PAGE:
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Cano v. Dixon Correctional Center

United States District Court, N.D. Illinois, Western Division

January 7, 2020

Tyler James Cano, Plaintiff,
Dixon Correctional Center, et al., Defendants.


          Lisa A. Jensen United States Magistrate Judge.

         For the following reasons, Defendants have failed to prove by a preponderance of the evidence that Plaintiff did not exhaust all available administrative remedies. By January 28, 2020, the parties are directed to file a proposed case management order using the form available on Judge Jensen's webpage at A future status hearing will be set by minute entry.

         I. BACKGROUND

         Plaintiff Tyler Cano was an inmate at Dixon Correctional Center and brought this civil rights action under 42 U.S.C. § 1983, claiming excessive force stemming from an incident on July 3, 2017. Defendants answered Plaintiff's complaint and asserted as an affirmative defense that Plaintiff failed to comply with the exhaustion requirements of the Prison Litigation Reform Act (“PLRA”), 42 U.S.C. § 1997e(a). On December 6, 2019, the Court held an evidentiary hearing pursuant to Pavey v. Conley, 544 F.3d 739, 742 (7th Cir. 2008). Both parties consented to the jurisdiction of the U.S. Magistrate Judge for purposes of the Pavey hearing, and both parties were represented by counsel.


         Plaintiff testified that he arrived at Dixon Correctional Center in April of 2017. He did not recall receiving an orientation manual outlining the grievance procedure when he arrived at Dixon Correctional Center. After the alleged incident on July 3, 2017, Plaintiff spoke with another inmate nicknamed Tiki about the incident. Tiki told Plaintiff he should file a lawsuit, but he needed to file a grievance before he could file suit. Plaintiff then asked correctional officers about the grievance process, and they provided him with a grievance form. Plaintiff testified that he filled out a grievance form on July 9, 2017 and placed the grievance in the crack in his cell door so that it would be picked up for institutional mail. He never received a response to this grievance. He followed up on this grievance in August of 2017 with Lt. Kopie. In response, Lt. Kopie gave Plaintiff two grievance forms in Spanish because they did not have any more English forms. Plaintiff testified that he filled out the Spanish forms (in English) and again submitted the grievance forms but did not receive any response. Then, in September of 2017, Plaintiff alleged that he followed up with his counselor Tim Gray regarding the grievances. Mr. Gray told Plaintiff that he would look into it. At some point unclear in the testimony, Mr. Gray ceased being Plaintiff's counselor. While at Dixon Correctional Center, Plaintiff testified that he filed between 10 and 20 grievances in total. On March 1, 2018, Plaintiff filed this lawsuit.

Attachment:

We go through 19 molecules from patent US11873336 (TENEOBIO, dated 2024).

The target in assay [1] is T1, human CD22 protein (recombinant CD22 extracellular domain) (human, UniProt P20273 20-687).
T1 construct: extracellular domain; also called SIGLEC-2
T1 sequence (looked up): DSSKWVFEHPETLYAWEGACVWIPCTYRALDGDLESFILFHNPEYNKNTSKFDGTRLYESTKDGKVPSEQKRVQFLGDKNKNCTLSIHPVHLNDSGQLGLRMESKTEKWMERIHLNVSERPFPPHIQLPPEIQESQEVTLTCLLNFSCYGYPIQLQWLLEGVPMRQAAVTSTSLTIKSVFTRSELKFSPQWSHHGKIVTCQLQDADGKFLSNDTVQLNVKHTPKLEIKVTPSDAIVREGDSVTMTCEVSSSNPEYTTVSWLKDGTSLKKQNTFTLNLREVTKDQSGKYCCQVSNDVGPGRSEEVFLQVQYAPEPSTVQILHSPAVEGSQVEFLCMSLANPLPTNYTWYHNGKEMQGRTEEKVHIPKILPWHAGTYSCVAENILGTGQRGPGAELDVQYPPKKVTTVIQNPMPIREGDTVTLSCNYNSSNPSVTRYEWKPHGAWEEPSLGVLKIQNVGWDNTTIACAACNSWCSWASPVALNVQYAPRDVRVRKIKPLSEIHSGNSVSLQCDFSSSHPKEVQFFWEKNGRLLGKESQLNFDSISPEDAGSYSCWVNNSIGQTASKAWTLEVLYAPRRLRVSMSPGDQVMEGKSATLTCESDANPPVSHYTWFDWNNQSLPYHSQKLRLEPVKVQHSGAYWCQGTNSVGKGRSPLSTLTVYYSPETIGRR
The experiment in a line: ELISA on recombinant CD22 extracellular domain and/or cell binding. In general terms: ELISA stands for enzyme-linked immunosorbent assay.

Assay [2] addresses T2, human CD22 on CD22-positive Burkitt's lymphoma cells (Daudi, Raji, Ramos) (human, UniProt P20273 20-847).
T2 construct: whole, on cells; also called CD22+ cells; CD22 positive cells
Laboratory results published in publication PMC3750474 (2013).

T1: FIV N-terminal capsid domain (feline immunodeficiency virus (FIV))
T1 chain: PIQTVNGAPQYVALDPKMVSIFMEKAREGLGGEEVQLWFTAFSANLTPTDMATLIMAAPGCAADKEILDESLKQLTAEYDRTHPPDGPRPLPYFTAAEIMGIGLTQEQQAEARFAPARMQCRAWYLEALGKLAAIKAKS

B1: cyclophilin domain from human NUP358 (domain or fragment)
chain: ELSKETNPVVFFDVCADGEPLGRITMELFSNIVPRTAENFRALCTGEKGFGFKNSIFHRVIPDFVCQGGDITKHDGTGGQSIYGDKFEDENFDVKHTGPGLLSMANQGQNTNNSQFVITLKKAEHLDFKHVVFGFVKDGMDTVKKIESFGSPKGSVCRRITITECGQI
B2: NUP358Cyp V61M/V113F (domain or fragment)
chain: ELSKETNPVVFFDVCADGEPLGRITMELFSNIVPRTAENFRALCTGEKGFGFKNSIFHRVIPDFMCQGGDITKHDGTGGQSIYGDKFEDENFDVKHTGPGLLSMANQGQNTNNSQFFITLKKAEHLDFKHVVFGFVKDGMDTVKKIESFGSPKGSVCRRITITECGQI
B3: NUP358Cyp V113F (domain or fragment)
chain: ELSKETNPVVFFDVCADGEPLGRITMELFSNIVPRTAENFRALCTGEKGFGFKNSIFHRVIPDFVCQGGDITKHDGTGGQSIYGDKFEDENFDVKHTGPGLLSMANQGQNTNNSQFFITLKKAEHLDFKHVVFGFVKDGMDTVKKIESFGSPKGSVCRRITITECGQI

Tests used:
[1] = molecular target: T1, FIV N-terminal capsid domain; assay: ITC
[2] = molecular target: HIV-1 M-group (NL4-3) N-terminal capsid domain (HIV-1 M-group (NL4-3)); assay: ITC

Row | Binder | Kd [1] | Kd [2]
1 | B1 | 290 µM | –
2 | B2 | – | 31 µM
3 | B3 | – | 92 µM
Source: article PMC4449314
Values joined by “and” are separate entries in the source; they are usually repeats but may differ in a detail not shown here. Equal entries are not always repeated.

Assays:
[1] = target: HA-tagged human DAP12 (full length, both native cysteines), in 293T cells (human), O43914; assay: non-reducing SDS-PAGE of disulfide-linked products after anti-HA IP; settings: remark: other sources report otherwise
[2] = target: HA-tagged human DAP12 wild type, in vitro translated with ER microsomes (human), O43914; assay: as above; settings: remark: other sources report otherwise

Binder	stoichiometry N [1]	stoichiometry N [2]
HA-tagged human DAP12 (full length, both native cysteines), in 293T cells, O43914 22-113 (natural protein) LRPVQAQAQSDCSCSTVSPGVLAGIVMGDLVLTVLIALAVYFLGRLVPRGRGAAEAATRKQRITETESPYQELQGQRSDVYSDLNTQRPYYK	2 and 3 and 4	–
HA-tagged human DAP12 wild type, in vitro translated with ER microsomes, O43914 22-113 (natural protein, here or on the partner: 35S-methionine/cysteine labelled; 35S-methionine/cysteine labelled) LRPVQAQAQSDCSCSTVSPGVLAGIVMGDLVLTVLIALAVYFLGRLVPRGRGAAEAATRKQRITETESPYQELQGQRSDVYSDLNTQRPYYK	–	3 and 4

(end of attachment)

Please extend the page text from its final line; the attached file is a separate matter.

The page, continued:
During the pendency of the suit, in response to discovery requests concerning the exhaustion issue, Magistrate Judge Iain Johnston ordered Plaintiff to submit to Defense counsel all grievances that he had in his possession. Plaintiff testified that, in compliance with Judge Johnston's order, he sent a letter dated December 3, 2018 to Defense counsel along with copies of several grievances dated February 2018 and one grievance dated August 2018. In his letter, Plaintiff stated that these grievances were “not relevant to case but proof that [he] filed them especially in the month of February all after my grievance was not returned.” Defs.' Ex. C. Plaintiff conceded that none of the enclosed grievances detailed the events of the July 3, 2017 incident or name any of the Defendants. After this letter was sent, Plaintiff filed a December 11, 2018 grievance, which explicitly referenced his prior July and August 2017 grievances and requested an explanation for why they were never returned to him. Pl.'s Ex. A. On March 22, 2019, he also filed a written offender request asking to speak to counselor Tim Gray regarding obtaining a copy of a “grievance back from July-August 2017 when he worked e-wing.” Id. Plaintiff was asked if it was his custom to make copies of grievances. Plaintiff responded, “Yes. I did get a copy. I kept all of my grievances and I had to get a copy of them to you.” When asked if he had a copy of his alleged July 9, 2017 grievance, Plaintiff answered no. He finally testified that during the time of the incident, he was suffering from schizophrenic disorder, anxiety, and post-traumatic stress disorder and was in X-house for mental health treatment.